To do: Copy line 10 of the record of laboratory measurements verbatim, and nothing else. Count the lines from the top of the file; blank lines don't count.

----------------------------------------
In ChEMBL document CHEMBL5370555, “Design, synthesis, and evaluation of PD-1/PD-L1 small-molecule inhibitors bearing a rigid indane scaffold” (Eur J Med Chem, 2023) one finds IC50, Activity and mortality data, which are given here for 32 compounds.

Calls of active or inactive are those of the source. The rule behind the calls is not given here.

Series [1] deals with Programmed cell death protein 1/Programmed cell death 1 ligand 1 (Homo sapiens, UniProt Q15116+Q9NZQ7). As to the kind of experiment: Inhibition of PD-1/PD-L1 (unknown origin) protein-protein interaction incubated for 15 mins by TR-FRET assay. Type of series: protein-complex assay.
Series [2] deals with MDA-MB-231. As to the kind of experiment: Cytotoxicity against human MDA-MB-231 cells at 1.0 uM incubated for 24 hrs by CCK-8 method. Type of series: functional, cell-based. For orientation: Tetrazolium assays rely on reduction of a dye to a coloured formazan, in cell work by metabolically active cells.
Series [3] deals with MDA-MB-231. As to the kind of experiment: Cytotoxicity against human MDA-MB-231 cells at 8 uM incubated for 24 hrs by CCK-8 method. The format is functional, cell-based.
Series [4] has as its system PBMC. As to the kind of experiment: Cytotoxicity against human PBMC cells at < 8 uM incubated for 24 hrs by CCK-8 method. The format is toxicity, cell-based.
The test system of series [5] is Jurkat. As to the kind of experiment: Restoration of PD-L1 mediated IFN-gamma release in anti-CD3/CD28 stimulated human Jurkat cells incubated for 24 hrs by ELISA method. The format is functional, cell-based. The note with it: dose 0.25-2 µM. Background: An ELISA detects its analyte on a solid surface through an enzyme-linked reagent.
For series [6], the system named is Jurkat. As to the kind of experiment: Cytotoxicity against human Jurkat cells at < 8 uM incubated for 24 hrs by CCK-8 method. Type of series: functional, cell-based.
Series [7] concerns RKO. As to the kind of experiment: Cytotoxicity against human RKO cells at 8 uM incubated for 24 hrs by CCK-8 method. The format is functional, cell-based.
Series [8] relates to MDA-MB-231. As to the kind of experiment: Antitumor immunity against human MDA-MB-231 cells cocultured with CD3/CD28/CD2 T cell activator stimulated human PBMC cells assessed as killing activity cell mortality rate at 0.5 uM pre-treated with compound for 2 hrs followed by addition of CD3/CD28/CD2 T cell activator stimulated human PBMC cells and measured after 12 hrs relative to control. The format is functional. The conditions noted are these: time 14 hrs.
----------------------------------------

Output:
Series [8] relates to MDA-MB-231. As to the kind of experiment: Antitumor immunity against human MDA-MB-231 cells cocultured with CD3/CD28/CD2 T cell activator stimulated human PBMC cells assessed as killing activity cell mortality rate at 0.5 uM pre-treated with compound for 2 hrs followed by addition of CD3/CD28/CD2 T cell activator stimulated human PBMC cells and measured after 12 hrs relative to control. The format is functional. The conditions noted are these: time 14 hrs.